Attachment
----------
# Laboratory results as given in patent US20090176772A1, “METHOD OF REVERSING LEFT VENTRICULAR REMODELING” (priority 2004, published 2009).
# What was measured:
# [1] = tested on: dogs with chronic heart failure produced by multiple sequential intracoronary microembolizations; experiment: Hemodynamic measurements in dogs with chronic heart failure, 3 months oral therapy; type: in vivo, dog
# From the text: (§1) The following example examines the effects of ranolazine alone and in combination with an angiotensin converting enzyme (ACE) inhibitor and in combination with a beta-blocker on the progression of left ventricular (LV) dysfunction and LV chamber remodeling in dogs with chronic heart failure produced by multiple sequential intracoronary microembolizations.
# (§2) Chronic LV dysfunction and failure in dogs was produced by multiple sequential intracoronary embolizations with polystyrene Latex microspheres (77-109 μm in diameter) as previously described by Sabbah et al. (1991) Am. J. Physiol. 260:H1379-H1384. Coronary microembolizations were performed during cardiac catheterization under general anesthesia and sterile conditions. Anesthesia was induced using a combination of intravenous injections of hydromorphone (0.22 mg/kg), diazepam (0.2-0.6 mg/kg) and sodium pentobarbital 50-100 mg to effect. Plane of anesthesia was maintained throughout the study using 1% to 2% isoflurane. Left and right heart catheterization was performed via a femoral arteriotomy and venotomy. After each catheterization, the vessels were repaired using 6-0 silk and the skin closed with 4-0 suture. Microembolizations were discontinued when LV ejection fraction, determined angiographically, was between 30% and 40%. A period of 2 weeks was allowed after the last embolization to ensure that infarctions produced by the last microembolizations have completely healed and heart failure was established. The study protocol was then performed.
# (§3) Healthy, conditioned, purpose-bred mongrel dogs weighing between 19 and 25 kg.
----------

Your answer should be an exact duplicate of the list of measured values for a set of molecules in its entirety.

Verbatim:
# Laboratory results as given in patent US20090176772A1, “METHOD OF REVERSING LEFT VENTRICULAR REMODELING” (priority 2004, published 2009).
# What was measured:
# [1] = tested on: dogs with chronic heart failure produced by multiple sequential intracoronary microembolizations; experiment: Hemodynamic measurements in dogs with chronic heart failure, 3 months oral therapy; type: in vivo, dog
# From the text: (§1) The following example examines the effects of ranolazine alone and in combination with an angiotensin converting enzyme (ACE) inhibitor and in combination with a beta-blocker on the progression of left ventricular (LV) dysfunction and LV chamber remodeling in dogs with chronic heart failure produced by multiple sequential intracoronary microembolizations.
# (§2) Chronic LV dysfunction and failure in dogs was produced by multiple sequential intracoronary embolizations with polystyrene Latex microspheres (77-109 μm in diameter) as previously described by Sabbah et al. (1991) Am. J. Physiol. 260:H1379-H1384. Coronary microembolizations were performed during cardiac catheterization under general anesthesia and sterile conditions. Anesthesia was induced using a combination of intravenous injections of hydromorphone (0.22 mg/kg), diazepam (0.2-0.6 mg/kg) and sodium pentobarbital 50-100 mg to effect. Plane of anesthesia was maintained throughout the study using 1% to 2% isoflurane. Left and right heart catheterization was performed via a femoral arteriotomy and venotomy. After each catheterization, the vessels were repaired using 6-0 silk and the skin closed with 4-0 suture. Microembolizations were discontinued when LV ejection fraction, determined angiographically, was between 30% and 40%. A period of 2 weeks was allowed after the last embolization to ensure that infarctions produced by the last microembolizations have completely healed and heart failure was established. The study protocol was then performed.
# (§3) Healthy, conditioned, purpose-bred mongrel dogs weighing between 19 and 25 kg.